What You Need to Know Before the Big Chop

Woman with short hair

It’s hotter outside. You’re going through a breakup. Your best friend did it. Or, maybe you’re just tired of the same old routine and want to spice up your hair life. Whatever the reason, taking the plunge from long hair to short hair can be intimidating, and it’s tempting to rush in without knowing exactly what to expect on the other side. So before you chop off all that pretty hair, make sure to dust up on your hair knowledge: there’s no need to rush from Rapunzel to Joan of Arc without a little background first.

You’ll Save Money…and Spend More Money
One of the draws of short hair is the smaller amount of product–shampoo, conditioner, and styling product–that you’ll need in a day. For women with naturally oily hair, the lack of dead ends may even make it possible to forgo the conditioner altogether, saving even more money. And let’s not forget about the curling irons, straighteners, and hot rollers that won’t work on your new pixie cut: not using any of these things will mean extra savings for you.

However, you will end up spending more money in at least one way: short haircuts require much more maintenance than long ones. Because hair growth is much more noticeable at a shorter length, expect to spend a lot of time with your stylist (and make sure you love them, since shorter haircuts show more flaws than long ones).

You’ll Probably Need to Adjust Your Color
The difference between coloring short hair and long hair is pretty dramatic: typically, most of the highlights in longer hair are toward the bottom layers, so cutting that off means you may end up with monotone hair. If that’s not what you’re going for, then make sure to tell your stylist that you’d like your highlights to show through in your short cut as well. Depending on the cut, your stylist may place lighter pieces towards the front of your face to keep the cut looking feminine.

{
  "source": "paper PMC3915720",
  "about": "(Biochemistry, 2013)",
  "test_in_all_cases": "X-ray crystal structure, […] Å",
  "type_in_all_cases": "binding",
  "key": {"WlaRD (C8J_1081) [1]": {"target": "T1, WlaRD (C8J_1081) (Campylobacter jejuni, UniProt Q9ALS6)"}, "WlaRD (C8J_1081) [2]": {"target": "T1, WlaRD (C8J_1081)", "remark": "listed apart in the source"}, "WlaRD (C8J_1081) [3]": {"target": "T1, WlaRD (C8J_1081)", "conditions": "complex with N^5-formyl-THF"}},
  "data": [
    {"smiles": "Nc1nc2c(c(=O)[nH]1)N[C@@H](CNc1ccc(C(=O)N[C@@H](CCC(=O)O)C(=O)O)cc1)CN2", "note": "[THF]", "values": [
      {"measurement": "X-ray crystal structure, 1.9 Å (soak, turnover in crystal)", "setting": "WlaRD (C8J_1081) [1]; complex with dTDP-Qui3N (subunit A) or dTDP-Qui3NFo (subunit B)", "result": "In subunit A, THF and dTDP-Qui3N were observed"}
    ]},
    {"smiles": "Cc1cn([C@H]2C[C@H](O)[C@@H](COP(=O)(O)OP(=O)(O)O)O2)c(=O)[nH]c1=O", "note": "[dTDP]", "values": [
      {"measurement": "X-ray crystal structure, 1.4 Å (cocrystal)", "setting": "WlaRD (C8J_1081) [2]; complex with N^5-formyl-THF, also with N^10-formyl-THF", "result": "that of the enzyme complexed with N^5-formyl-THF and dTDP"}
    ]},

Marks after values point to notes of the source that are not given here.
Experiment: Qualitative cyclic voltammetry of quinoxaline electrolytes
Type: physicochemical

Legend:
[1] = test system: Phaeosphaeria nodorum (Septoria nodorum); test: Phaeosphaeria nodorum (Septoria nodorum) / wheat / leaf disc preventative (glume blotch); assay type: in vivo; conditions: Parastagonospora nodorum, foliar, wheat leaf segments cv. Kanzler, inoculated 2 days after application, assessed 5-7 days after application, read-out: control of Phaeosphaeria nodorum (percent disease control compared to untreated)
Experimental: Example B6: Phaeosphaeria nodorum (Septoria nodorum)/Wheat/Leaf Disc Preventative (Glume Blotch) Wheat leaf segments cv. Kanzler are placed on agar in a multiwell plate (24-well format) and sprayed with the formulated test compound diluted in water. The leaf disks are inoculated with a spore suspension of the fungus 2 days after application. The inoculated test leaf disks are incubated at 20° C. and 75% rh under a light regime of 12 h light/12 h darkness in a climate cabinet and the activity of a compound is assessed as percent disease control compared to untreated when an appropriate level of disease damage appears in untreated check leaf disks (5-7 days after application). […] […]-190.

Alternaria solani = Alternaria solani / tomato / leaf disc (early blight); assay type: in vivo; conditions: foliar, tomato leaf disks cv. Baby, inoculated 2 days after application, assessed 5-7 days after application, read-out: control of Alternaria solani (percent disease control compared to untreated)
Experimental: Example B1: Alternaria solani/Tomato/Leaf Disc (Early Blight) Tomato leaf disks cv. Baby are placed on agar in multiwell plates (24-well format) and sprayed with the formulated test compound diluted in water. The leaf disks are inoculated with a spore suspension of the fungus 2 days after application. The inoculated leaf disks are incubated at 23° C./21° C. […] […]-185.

You’ll Spend Less Time in the Morning…or More Time
Depending on the texture of your hair and the look you’re trying to achieve, you may be in for a really nice surprise or a nasty shock. Someone who recently did the big chop with wavy, almost curly hair, is able to shower, not blow-dry, and leave the house with a perfectly bedheaded ‘do. However, if you’re into more of a polished look, or have thin, straight hair, expect to spend a little extra time playing with styling products to get the look you want: consider dry shampoo for volume or a ceramide serum for a shiny, professional look. And if you’re going the full pixie route, here’s a tip: skip the women’s section in the salon products and head straight to the men’s. Their styling waxes, pastes, and gels are usually 50% cheaper and work just as well for lady hair as man hair.

The ultimate thing you need to know before doing the big chop? Know yourself: know if you’re just doing it because of some kind of trauma or because you really feel it’ll be a good style choice; know if you’re doing it for someone else or for yourself; and know if you’ll feel confident when you walk out of the salon with your brand new ‘do.

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